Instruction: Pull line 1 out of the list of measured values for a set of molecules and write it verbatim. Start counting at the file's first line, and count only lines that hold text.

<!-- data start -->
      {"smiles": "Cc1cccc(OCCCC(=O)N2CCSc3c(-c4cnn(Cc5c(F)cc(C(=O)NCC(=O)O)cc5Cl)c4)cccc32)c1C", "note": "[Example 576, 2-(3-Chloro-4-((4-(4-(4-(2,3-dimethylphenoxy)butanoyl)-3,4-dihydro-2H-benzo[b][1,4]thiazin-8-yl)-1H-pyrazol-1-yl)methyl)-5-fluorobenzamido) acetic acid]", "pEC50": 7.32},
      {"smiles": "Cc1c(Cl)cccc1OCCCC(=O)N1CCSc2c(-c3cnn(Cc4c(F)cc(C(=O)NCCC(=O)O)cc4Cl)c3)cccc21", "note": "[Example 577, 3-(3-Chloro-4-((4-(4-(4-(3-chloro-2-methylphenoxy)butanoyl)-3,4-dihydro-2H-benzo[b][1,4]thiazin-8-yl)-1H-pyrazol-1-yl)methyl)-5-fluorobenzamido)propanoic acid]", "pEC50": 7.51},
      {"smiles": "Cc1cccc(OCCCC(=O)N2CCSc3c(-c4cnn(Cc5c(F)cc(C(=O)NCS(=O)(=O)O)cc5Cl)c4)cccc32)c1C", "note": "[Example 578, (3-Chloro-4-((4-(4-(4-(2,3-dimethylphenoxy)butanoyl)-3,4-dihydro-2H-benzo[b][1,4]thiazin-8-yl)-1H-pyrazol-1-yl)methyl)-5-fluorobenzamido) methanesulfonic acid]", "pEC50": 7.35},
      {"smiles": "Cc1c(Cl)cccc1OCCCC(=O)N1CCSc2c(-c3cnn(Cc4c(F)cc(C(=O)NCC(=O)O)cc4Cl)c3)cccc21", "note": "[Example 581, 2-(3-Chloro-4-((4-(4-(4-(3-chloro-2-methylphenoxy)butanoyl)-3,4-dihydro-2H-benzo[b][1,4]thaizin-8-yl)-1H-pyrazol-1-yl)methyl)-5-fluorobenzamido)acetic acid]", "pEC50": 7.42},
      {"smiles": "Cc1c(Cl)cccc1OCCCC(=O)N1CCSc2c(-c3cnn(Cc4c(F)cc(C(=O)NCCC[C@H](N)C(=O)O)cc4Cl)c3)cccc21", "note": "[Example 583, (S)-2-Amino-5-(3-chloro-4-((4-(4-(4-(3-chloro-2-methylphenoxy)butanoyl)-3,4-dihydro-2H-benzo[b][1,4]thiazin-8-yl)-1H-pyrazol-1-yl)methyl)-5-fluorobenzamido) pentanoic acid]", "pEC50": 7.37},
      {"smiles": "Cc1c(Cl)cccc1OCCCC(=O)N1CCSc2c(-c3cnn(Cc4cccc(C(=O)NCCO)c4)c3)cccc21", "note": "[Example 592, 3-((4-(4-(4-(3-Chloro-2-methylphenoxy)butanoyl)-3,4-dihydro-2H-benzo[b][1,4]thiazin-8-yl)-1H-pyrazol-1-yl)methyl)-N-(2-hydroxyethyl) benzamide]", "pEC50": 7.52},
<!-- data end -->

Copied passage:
      {"smiles": "Cc1cccc(OCCCC(=O)N2CCSc3c(-c4cnn(Cc5c(F)cc(C(=O)NCC(=O)O)cc5Cl)c4)cccc32)c1C", "note": "[Example 576, 2-(3-Chloro-4-((4-(4-(4-(2,3-dimethylphenoxy)butanoyl)-3,4-dihydro-2H-benzo[b][1,4]thiazin-8-yl)-1H-pyrazol-1-yl)methyl)-5-fluorobenzamido) acetic acid]", "pEC50": 7.32},